When was the last time you had strawberry ice-cream that was made only of strawberries? Or perhaps, an almond gelato made of only….almonds? No water, no milk, no sugar. Or a mango chilli gelato that tasted like mango when you bit into it, with a burst of chilli once you swallowed it?
Meet the coder-turned-gelato-connoisseur who has been taking the country by storm with his natural ice-creams. The above are only a few examples of the mastermind’s experiments in his kitchen, most of which happen at 3 am.
With no dependence on additives, artificial flavouring, colours or chemicals, Ajay Nesargi has been turning the tide in the ice-cream industry with only natural products.
It all began ten years ago after his maiden tryst with gelato in Milan during a work trip. When he returned, he spoke to his wife, also a qualified engineer, about dabbling into the food industry.
She thought he was out of his mind, and so did his parents. An expert coder and a certified project manager, who had worked with IBM in the USA and later India, with no background in the F&B industry, thinking about giving up his lucrative job to make gelato!
Today, he has three outlets in Mysuru, is a favoured consultant for some niche hotels in Bengaluru, and is planning two more outlets in Pune and Mumbai with top loading ice-cream makers imported from Italy!
The Better India got in touch with him to chronicle his incredible journey.
You think a man who has observed and lived with technology as it evolves, would never criticise it, but Ajay’s view of technology in the food business will open a new perspective.
“In India, instead of taking the food industry forward, technology has taken it backwards. We have exploited it to adulterate our food. Today, there are flavours that can change your palm oil into desi ghee. I saw my friend’s parents die of cancer, a condition that was unheard of when I was growing up. And if you delve deeper, you realise that the adulterated food we consume has a part to play. One may say a drop of the chemical doesn’t matter. But lest we forget, it does in the long run. And so my journey started into the world of natural ice-creams. Because hey, who doesn’t love ice-creams?”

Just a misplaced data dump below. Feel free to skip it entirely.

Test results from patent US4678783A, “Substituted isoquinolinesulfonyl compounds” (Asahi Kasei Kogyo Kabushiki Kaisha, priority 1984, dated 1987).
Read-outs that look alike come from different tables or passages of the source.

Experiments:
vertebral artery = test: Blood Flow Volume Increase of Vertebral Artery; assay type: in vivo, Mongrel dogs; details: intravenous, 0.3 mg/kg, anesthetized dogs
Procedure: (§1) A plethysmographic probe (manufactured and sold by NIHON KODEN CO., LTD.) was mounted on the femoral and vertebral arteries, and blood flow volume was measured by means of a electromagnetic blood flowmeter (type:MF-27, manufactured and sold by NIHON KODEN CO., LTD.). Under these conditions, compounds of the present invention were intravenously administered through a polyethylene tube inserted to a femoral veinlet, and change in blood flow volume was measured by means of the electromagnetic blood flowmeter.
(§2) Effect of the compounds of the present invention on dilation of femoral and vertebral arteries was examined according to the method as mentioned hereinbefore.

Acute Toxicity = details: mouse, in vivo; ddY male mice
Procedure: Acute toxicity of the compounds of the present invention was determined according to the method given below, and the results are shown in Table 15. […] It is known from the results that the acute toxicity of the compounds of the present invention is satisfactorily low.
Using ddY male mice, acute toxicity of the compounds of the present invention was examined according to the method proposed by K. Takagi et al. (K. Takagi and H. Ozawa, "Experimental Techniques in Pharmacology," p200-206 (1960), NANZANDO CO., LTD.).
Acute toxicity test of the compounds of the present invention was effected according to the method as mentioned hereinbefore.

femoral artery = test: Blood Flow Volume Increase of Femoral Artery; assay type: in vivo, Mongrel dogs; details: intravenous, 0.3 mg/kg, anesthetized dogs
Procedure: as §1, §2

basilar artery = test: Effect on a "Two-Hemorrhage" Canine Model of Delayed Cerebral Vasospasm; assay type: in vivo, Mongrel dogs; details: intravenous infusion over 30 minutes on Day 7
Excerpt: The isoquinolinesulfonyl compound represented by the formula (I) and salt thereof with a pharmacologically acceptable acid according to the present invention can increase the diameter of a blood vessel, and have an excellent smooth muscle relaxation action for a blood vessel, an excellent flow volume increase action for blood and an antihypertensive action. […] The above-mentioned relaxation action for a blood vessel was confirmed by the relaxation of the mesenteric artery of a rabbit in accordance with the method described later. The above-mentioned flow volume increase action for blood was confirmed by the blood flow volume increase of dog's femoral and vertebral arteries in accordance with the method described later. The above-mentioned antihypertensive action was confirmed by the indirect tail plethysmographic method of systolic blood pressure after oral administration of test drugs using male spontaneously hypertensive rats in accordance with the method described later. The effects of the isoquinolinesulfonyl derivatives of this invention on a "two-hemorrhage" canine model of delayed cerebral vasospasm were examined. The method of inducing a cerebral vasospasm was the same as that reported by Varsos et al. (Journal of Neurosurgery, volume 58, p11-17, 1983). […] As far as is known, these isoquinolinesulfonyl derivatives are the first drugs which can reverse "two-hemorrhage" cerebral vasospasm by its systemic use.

He opened his first store in Mysuru in 2007. He remembers asking his wife to let him experiment with it for two years. If he didn’t make it at the end of that period, he would quit this idea. But it wasn’t until 2011 that he quit his job at IBM.
“After quitting IBM, I did not sleep for a month. And so, when I was told about the urgent requirement for a Project Manager in the UK, I readily agreed. That trip was a turning point in my life.”
It was around 2 am UK time when he got a call from India. It came from a very prudent doctor who was a regular at his ice-cream store, unaware that Ajay was in the UK.
“He told me that one of my ice-cream flavours was not up to the mark. It upset me so much that I wound up the UK project within a week and came back. It was then that I realised that I needed to pursue my passion full-time.”
When he started researching about the components used to make gelato, he arrived at the nutrition aspect of it which changed his perspective.
He shares, “Did you know that India uses sweetener E471 that is banned in the USA and Europe? Nobody in India knows about it. It is being rampantly used in the food industry, naturally ice-creams also use it. Many are unaware that the ice-creams they eat don’t contain even a drop of milk! When we were young, ice creams were natural, at least they used milk. Now, most ice cream manufacturers typically use vegetable oil/palm oil, skimmed milk powder, stabilisers, induce it with heavy air and use artificial flavouring.”